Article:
Gender in Agriculture Sourcebook
Recognizing the role of gender equality, key development organizations have engaged in a process of mainstreaming gender into agricultural development. The World Bank, Food and Agriculture Organization (FAO), and International Fund for Agriculture Development (IFAD) have made some progress in their gender-mainstreaming strategies and have recently embarked on more action-oriented processes of gender integration (Curry and Tempelman 2006; FAO 2007; IFAD 2003; World Bank 2006, 2008).
Analytical capacity is being strengthened, and data collection and analysis have been improved to include gender-specific variables and indicators in these three agencies. The Gender and Development Program of the International Food Policy Research Institute has contributed significantly toward this strengthening of analytical capacity (see also IFPRI 2007a, 2007b; Quisumbing and McClafferty 2006a, 2006b). Capacity building of staff has also been implemented (see Module 2) with the development community, and improvement has occurred in the way gender issues and women’s empowerment are addressed throughout the project cycle, starting with project design (GENRD 2006, 2007; IFAD 2003; World Bank 2006). However, studies have highlighted the need to ensure greater continuity between design and implementation to integrate women more fully into mainstream development activities, and the current challenge is to shift the emphasis toward actual implementation and supervision (GENRD 2006, 2007; IFAD 2003).
One of the often-cited reasons for inadequately addressing gender is that practitioners lack the tools, know-how, and good practices to integrate gender perspectives in their work, especially now that the sector itself is undergoing profound changes. Some cite the abundance of tools, the many available handbooks and toolkits, but often one wonders where to start. Others mention lack of training of development practitioners in using the tools, lack of accountability in processes to show results on gender equality, and lack of resources: budget and competent human resources to deliver wellthought-out design, implementation, and monitoring.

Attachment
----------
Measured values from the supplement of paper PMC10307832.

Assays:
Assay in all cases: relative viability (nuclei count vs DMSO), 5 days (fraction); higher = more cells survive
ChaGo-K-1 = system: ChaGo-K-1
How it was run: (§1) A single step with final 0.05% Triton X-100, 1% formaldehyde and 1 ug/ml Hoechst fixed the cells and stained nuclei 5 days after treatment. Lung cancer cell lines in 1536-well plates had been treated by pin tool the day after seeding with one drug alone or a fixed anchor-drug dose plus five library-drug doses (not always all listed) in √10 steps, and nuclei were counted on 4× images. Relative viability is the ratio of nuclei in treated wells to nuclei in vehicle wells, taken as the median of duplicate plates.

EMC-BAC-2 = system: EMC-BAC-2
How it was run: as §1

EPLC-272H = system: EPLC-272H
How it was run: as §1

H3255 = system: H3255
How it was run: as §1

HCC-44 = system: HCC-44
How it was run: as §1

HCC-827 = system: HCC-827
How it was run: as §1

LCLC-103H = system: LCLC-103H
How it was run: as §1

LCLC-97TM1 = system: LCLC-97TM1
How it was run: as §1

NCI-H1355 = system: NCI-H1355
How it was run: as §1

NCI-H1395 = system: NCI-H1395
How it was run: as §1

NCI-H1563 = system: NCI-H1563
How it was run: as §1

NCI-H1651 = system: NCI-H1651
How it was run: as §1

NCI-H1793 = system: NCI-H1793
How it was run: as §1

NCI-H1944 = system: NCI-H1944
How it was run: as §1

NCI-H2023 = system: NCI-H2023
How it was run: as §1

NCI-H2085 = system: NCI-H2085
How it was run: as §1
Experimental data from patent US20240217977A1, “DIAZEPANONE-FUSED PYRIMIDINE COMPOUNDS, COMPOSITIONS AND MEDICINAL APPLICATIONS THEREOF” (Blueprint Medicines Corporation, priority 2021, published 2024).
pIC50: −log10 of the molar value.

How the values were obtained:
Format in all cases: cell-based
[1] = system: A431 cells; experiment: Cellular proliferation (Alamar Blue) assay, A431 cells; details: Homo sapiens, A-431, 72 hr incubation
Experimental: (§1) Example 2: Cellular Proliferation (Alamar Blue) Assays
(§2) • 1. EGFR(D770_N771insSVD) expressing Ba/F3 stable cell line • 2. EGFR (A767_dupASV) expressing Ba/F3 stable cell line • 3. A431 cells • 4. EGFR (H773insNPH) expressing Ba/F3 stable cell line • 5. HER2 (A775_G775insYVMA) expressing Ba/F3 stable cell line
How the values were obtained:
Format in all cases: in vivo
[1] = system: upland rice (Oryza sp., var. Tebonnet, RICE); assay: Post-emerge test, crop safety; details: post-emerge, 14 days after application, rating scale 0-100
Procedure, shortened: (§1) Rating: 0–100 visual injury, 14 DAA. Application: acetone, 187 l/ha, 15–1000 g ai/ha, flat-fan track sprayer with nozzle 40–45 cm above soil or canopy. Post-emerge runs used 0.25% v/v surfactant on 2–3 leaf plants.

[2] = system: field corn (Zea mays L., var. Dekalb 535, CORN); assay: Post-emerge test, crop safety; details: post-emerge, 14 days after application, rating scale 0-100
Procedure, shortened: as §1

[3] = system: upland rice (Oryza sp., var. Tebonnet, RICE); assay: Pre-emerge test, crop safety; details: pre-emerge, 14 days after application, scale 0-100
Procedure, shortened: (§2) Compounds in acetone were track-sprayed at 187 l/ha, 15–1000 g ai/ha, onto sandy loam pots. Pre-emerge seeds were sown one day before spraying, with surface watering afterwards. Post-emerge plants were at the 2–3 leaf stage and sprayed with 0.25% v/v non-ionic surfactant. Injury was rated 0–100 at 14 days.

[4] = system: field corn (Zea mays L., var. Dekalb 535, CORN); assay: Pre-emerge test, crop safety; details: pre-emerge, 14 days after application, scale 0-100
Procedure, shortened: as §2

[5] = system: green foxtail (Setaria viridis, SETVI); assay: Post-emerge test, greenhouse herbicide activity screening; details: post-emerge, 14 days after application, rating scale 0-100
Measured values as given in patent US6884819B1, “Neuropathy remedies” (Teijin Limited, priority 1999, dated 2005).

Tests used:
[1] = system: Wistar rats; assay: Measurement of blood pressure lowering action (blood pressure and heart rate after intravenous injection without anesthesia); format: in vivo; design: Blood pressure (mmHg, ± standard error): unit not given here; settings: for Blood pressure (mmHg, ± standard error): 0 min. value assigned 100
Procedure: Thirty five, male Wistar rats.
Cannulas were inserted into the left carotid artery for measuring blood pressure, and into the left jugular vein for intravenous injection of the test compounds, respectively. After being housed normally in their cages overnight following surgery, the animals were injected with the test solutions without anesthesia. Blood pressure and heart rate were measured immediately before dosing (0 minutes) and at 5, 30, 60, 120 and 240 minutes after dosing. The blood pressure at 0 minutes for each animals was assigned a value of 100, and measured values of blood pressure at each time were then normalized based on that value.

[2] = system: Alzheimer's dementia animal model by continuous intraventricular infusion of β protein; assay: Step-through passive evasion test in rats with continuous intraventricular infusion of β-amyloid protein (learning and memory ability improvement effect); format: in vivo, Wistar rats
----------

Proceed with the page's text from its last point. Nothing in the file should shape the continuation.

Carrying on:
Although these concerns can be addressed effectively only through concerted efforts, the Gender in Agriculture Sourcebook is developed to respond to some of these needs. The Sourcebook compiles the good practices and innovative activities that successfully integrated gender into their project and program design for sharing and learning. It synthesizes in one place knowledge, experience, and tools, which are currently scattered in many different places, and it provides an up-to-date understanding of gender issues and the complexities linking gender equality, sustainable livelihoods, and food security in one volume, especially in the context of the rapidly changing agriculture sector.
The Sourcebook is the outcome of joint planning, continued interest in gender and agriculture, and concerted efforts by the World Bank, FAO, and IFAD. The purpose of the Sourcebook is to act as a guide for practitioners and technical staff in addressing gender issues and integrating gender-responsive actions in the design and implementation of agricultural projects and programs. It speaks not with gender specialists on how to improve their skills but rather reaches out to technical experts to guide them in thinking through how to integrate gender dimensions into their operations. The Sourcebook aims to deliver practical advice, guidelines, principles, and descriptions and illustrations of approaches that have worked so far to achieve the goal of effective gender mainstreaming in the agricultural operations of development agencies. It captures and expands the main messages of the World Development Report 2008: Agriculture for Development and is considered an important tool to facilitate the operationalization and implementation of the report’s key principles on gender equality and women’s empowerment . The Sourcebook focuses on agricultural livelihoods, with agriculture defined broadly as “agriculture, forestry, fisheries, livestock, land and water, agro-industries, and environment,”